Are We Really Supporting the Inclusion of Contingent Faculty in Governance?

It is time to compensate contingent faculty members for shared governance work.
By Shawn Gilmore

What do we imagine when we think and talk about shared governance? Most of our discussion about governance principles—including the important, ongoing work of the AAUP—tends to focus on standards, policies, structures, and the participation of key groups. We hope that well-considered shared governance systems will serve our institutions in good times and bad, observing key tenets and involving faculty members and administrators appropriately in decision-making processes.

However, we rarely discuss the necessary supporting elements for these governance systems, leaving unanswered questions about who will fill various governance roles; whether, and if so how, those who serve should be compensated; and whether governance models that presume all faculty participants are tenured (or on the tenure track) carry with them unintended consequences. By leaving unaddressed the support systems that undergird shared governance, we are unable to discern some of the barriers and disincentives to faculty participation. These unexamined elements of our governance conversation—particularly those stemming from the assumption that the faculty members who participate in governance have the security of tenure and a contractual expectation of institutional service—pose problems both for how governance systems function and for the individuals who serve in them.

I am a full-time senior lecturer at the University of Illinois at Urbana-Champaign, where I chair a governance committee of the academic senate. In addition, I sit on our senate’s executive committee, present resolutions at most regular senate meetings, and am involved with ancillary governance matters, such as interviewing candidates for administrative positions at the level of dean or above. This fall marks the start of my fifth year as a senate committee chair; before that, I served for six years as an elected senator. At the college and departmental levels, I have served on a number of committees, including, most recently, an ad hoc committee charged with shepherding through a long-overdue revision to our department’s bylaws (which took two years to complete), a committee on specialized faculty (UIUC’s term for non-tenure-track faculty), and departmental advisory and search committees. I’ve participated in accreditation reviews, curriculum reviews, task forces, working groups, and countless problem-solving meetings that don’t have official names but fill in the gaps in our governance systems.

Throughout this governance work, one thing has been clear: all of the positions I’ve held were designed to fit into a portfolio of teaching, research, and service for tenured or tenure-track faculty. The flexible category of institutional “service,” the glue that holds shared governance systems together, allows seats on our senates, committees, task forces, and working groups to be filled by those who will receive some degree of institutional credit or compensation for doing governance work. But therein lies the rub—service is an ill-defined concept for most contingent faculty members, who are now a majority among faculty across American colleges and universities.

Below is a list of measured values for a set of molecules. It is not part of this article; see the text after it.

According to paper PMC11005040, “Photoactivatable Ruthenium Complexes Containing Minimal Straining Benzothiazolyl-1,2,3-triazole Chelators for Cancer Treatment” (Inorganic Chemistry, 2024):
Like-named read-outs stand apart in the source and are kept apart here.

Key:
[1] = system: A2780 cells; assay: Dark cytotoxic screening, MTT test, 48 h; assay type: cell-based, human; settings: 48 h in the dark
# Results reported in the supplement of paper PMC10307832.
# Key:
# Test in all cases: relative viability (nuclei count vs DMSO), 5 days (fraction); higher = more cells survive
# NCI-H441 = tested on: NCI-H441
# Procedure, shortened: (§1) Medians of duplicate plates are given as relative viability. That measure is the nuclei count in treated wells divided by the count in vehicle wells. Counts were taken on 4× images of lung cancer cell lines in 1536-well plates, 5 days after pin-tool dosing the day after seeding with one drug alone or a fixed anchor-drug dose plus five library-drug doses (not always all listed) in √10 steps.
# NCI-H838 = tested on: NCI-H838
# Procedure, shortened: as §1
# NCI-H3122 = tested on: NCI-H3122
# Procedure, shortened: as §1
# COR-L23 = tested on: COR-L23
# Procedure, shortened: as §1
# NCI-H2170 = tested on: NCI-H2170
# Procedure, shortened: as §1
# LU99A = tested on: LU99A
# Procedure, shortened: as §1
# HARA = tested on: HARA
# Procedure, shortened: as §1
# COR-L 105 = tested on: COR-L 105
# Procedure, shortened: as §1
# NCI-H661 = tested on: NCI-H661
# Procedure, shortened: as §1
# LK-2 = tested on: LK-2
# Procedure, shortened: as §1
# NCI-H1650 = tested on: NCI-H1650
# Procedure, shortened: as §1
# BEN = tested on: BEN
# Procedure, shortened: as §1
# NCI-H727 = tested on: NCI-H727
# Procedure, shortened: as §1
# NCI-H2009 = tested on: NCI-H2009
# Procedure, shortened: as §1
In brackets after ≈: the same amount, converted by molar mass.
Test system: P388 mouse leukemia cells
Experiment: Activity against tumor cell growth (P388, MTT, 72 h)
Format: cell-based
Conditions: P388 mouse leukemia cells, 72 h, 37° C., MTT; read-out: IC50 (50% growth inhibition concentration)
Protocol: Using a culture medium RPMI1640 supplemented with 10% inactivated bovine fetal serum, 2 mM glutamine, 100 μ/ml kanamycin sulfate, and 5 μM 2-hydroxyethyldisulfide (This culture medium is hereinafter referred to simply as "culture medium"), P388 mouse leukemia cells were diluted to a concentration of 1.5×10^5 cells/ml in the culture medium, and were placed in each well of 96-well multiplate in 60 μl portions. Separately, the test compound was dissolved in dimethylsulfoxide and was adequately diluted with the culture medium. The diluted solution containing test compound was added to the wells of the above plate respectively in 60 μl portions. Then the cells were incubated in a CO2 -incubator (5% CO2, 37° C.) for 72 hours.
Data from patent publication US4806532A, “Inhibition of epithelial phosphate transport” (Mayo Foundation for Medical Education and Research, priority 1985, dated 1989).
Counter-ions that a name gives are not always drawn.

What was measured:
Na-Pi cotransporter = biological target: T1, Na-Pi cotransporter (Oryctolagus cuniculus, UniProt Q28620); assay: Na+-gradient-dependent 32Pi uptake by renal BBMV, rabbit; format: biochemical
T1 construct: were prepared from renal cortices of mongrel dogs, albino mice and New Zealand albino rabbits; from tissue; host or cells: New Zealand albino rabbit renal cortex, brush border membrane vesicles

I am one of those contingent faculty members. While I am not on the tenure track, I have a stable position, thanks to a combination of a strong AAUP-affiliated union, the Non-Tenure Faculty Coalition (NTFC), and conscientious leadership, grounded in shared governance, at UIUC. But my position, like that of so many other faculty members on contingent appointments, does not require service or provide compensation for it, meaning that the service work I do is neither expected nor rewarded. (UIUC has reclassified some non-tenure-track positions as teaching, research, and clinical professorships, which may have service obligations.)

I’ve taken on these shared governance roles for a variety of reasons: to support programs and projects that I care about; to represent my department at the college and campus levels; and to contribute my time, energy, and voice to governance processes, as I’ve been asked time and again to do. And it is a welcome change that contingent faculty members are now able to participate in governance at institutions like UIUC. While I am currently the only non-tenure-track faculty member serving as a senate committee chair, I am not the only one who has held such a position. Our senate now permits non-tenure-track faculty members to serve as part of the regular faculty electorate. Over the last decade or so, I’ve seen a gradual lessening of distinctions between tenure-track and non-tenure-track faculty members in matters of governance and a recognition (much of the time) of the voices and contributions of all members of the faculty.